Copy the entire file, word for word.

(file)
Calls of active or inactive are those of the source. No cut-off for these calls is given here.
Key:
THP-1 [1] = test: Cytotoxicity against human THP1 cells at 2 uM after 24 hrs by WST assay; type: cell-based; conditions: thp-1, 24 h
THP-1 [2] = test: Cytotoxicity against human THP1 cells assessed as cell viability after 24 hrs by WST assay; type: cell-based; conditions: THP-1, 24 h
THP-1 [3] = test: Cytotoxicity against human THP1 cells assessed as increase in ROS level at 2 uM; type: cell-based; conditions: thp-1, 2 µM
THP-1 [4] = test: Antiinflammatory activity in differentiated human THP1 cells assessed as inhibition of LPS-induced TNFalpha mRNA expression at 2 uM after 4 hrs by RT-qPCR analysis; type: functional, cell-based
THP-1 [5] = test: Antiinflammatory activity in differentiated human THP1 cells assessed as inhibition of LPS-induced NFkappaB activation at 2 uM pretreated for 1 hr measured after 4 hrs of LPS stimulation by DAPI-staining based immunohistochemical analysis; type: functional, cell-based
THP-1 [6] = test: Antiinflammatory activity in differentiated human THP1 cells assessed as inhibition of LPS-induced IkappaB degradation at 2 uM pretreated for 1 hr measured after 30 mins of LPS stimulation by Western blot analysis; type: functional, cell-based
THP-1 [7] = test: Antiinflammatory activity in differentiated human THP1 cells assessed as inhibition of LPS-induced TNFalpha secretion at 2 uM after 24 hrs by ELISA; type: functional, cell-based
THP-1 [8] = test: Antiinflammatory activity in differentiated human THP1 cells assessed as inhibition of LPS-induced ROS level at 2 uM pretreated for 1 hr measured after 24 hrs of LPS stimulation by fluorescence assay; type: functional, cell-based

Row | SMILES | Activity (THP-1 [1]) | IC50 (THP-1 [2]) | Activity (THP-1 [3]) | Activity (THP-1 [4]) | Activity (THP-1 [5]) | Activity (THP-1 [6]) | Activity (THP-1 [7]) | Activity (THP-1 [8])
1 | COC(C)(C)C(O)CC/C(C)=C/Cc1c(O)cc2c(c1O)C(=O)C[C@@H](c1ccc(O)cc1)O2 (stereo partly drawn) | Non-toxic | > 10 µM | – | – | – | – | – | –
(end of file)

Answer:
Calls of active or inactive are those of the source. No cut-off for these calls is given here.
Key:
THP-1 [1] = test: Cytotoxicity against human THP1 cells at 2 uM after 24 hrs by WST assay; type: cell-based; conditions: thp-1, 24 h
THP-1 [2] = test: Cytotoxicity against human THP1 cells assessed as cell viability after 24 hrs by WST assay; type: cell-based; conditions: THP-1, 24 h
THP-1 [3] = test: Cytotoxicity against human THP1 cells assessed as increase in ROS level at 2 uM; type: cell-based; conditions: thp-1, 2 µM
THP-1 [4] = test: Antiinflammatory activity in differentiated human THP1 cells assessed as inhibition of LPS-induced TNFalpha mRNA expression at 2 uM after 4 hrs by RT-qPCR analysis; type: functional, cell-based
THP-1 [5] = test: Antiinflammatory activity in differentiated human THP1 cells assessed as inhibition of LPS-induced NFkappaB activation at 2 uM pretreated for 1 hr measured after 4 hrs of LPS stimulation by DAPI-staining based immunohistochemical analysis; type: functional, cell-based
THP-1 [6] = test: Antiinflammatory activity in differentiated human THP1 cells assessed as inhibition of LPS-induced IkappaB degradation at 2 uM pretreated for 1 hr measured after 30 mins of LPS stimulation by Western blot analysis; type: functional, cell-based
THP-1 [7] = test: Antiinflammatory activity in differentiated human THP1 cells assessed as inhibition of LPS-induced TNFalpha secretion at 2 uM after 24 hrs by ELISA; type: functional, cell-based
THP-1 [8] = test: Antiinflammatory activity in differentiated human THP1 cells assessed as inhibition of LPS-induced ROS level at 2 uM pretreated for 1 hr measured after 24 hrs of LPS stimulation by fluorescence assay; type: functional, cell-based

Row | SMILES | Activity (THP-1 [1]) | IC50 (THP-1 [2]) | Activity (THP-1 [3]) | Activity (THP-1 [4]) | Activity (THP-1 [5]) | Activity (THP-1 [6]) | Activity (THP-1 [7]) | Activity (THP-1 [8])
1 | COC(C)(C)C(O)CC/C(C)=C/Cc1c(O)cc2c(c1O)C(=O)C[C@@H](c1ccc(O)cc1)O2 (stereo partly drawn) | Non-toxic | > 10 µM | – | – | – | – | – | –